## Tuesday, May 20, 2008

### Eleven Reasons Why Manuscripts are Rejected

Eleven Reasons Why Manuscripts are Rejected

Manuscripts submitted for peer review publication may be rejected for a number of different reasons, most of which are avoidable.

It should be noted that the reasons for accepting manuscripts are not the mirror image of the reasons for rejecting manuscripts.  The main reasons for accepting manuscripts are: their contribution and relevance to the field, excellence of writing, and quality of the study design.

Many journals expect reviewers to assess the scientific merits and validity of research in submitted manuscripts; however, reviewers can become critical of manuscripts containing numerous language errors, which are difficult to eliminate without careful editing.  Scientific writing demands both good science and well written manuscripts.

Following are the principal reasons why manuscripts are rejected.  They are all equally important because reviewers tend to focus on different issues depending on their individual concerns and the journal's requirements.

1.  Poor experimental design and/or inadequate investigation. An inadequate sample size, a biased sample, a non-unique concept, and scientific flaws in the study are common faults.

2.  Failure to conform to the targeted journal. This is a common mistake.  The focus of the manuscript is not within the scope of the journal and/or the guidelines of the targeted journal are not followed.  This can easily be avoided by reading the targeted journal and reviewing the author guidelines.

3.  Poor English grammar, style, and syntax. Though poor writing may not result in outright rejection of a manuscript, it may well influence the reviewer's and editor's overall impression of the manuscript.  It has been shown that a well written manuscript has a better chance of being accepted.

4.  Insufficient problem statement. It is important to clearly define and appropriately frame the study's question.

5.  Methods not described in detail. Details are insufficient to repeat the results.  The study design, apparatus used, and procedures followed must be made clear.  In some cases it might be better to put too much information into the methods section rather than to put too little; information deemed unnecessary can always be removed prior to publication.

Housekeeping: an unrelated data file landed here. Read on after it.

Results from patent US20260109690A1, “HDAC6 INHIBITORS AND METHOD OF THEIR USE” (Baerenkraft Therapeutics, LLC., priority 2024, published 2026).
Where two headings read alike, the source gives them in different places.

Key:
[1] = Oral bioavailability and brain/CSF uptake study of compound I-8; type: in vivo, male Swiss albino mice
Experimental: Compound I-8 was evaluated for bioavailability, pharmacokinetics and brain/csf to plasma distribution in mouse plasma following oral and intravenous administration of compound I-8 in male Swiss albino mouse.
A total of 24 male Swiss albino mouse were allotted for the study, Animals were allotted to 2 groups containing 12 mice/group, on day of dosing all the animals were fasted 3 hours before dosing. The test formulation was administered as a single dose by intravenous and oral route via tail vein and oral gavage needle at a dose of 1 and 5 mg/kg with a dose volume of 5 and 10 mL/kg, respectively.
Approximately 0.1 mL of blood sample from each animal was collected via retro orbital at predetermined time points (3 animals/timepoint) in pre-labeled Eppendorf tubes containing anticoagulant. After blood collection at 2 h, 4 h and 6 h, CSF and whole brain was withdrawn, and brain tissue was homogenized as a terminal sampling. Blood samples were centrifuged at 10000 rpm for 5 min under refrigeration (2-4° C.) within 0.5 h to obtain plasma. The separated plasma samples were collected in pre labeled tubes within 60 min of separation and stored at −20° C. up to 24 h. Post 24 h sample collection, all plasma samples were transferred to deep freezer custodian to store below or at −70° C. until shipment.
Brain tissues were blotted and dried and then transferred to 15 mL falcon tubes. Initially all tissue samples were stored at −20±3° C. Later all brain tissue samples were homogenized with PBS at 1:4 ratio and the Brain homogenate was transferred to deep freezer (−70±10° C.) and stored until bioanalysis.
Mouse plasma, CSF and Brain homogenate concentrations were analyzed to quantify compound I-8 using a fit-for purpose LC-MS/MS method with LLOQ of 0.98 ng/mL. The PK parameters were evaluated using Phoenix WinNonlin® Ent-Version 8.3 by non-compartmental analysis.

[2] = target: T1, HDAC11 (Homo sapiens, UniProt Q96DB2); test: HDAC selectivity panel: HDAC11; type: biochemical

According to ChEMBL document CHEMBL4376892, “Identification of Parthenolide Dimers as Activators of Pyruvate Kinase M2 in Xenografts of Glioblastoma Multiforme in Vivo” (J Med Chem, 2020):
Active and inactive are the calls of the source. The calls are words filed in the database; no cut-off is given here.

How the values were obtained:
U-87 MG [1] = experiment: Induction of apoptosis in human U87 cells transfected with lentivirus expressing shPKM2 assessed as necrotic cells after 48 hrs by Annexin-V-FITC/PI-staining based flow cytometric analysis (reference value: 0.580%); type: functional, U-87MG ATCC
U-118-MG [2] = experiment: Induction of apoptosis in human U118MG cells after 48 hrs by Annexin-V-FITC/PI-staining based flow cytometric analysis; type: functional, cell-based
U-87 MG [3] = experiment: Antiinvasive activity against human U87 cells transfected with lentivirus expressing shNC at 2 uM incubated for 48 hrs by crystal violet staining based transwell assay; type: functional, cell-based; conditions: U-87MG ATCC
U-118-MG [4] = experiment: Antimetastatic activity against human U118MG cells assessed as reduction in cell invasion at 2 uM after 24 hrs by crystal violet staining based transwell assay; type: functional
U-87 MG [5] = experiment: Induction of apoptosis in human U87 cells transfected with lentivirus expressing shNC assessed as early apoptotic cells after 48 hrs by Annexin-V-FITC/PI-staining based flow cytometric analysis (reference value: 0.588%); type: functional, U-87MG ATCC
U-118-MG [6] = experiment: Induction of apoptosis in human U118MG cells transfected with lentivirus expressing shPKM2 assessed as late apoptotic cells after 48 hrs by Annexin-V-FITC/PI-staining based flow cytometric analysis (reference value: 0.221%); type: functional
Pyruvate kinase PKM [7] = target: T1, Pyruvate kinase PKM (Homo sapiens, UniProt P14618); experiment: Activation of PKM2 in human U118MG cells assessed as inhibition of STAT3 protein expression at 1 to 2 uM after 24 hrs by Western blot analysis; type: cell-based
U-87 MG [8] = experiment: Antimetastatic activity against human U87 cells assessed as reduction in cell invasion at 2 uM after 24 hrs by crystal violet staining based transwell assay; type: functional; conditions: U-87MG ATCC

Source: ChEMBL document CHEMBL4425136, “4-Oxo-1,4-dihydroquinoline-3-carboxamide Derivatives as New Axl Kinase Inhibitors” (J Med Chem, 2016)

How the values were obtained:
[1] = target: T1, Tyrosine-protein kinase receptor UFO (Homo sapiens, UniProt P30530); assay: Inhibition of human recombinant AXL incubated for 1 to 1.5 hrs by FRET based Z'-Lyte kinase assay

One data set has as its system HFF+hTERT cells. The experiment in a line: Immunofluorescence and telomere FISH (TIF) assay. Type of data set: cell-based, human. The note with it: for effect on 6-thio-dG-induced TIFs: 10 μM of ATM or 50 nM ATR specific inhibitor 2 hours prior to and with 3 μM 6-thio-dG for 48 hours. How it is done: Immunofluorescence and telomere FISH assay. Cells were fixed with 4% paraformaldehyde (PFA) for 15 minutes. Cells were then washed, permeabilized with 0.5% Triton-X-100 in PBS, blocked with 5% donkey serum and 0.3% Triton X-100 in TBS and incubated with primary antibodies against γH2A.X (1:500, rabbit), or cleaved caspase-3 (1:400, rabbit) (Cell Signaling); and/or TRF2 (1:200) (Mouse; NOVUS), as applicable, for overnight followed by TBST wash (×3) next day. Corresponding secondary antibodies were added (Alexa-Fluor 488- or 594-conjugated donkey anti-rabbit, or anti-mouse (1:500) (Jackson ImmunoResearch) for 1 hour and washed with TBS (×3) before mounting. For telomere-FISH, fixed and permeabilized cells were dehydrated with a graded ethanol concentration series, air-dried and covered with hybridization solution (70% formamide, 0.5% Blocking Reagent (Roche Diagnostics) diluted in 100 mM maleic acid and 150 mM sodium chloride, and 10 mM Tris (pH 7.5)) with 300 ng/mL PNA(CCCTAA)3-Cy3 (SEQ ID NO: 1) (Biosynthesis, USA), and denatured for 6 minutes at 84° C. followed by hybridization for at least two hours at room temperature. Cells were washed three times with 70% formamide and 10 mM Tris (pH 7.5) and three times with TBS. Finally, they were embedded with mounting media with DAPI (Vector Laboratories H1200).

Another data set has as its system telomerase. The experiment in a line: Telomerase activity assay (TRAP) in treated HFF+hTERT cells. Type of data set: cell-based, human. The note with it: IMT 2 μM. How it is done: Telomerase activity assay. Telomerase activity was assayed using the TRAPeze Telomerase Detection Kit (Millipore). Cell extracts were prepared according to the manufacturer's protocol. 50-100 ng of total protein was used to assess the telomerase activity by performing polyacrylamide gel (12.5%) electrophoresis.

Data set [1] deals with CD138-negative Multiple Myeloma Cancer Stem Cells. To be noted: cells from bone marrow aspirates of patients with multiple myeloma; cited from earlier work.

6.  Overinterpretation of results. Some reviewers have indicated that a clear and ''honest'' approach to the interpretation of the results is likely to increase the chances of a manuscript being accepted.  Identify possible biases and confounding variables, both during the design phase of the study and the interpretation of the results.  Describe experimental results concisely.

7.  Inappropriate or incomplete statistics. Using inappropriate statistical methods and overstating the implications of the results is a common error. Use an appropriate test and do not make the statistics too complicated. Quantify and present findings with appropriate indicators of measurement error or uncertainty (such as confidence intervals).

8.  Unsatisfactory or confusing presentation of data in tables or figures. The tables or figures do not conform in style and quantity to the journal's guidelines and are cluttered with numbers.  Make tables and graphs easy to read.  Some editors may start by looking quickly at the tables, graphs, and figures to determine if the manuscript is worth considering.

9.  Conclusions not supported by data. Make sure your conclusions are not overstated, are supported, and answer the study's questions.  Be sure to provide alternative explanations, and do not simply restate the results.

10.  Incomplete, inaccurate, or outdated review of the literature. Be sure to conduct a complete literature search and only list references relevant to the study.  The reviewers of your manuscript will be experts in the field and will be aware of all the pertinent research conducted.

11.  Author unwilling to revise the manuscript to address reviewer's suggestions. This can easily be resolved.  Taking the reviewers' suggestions into account when revising your manuscript will nearly always result in a better manuscript.  If the editor indicates willingness to evaluate a revision, it means the manuscript may be publishable if the reviewers' concerns could be addressed satisfactorily.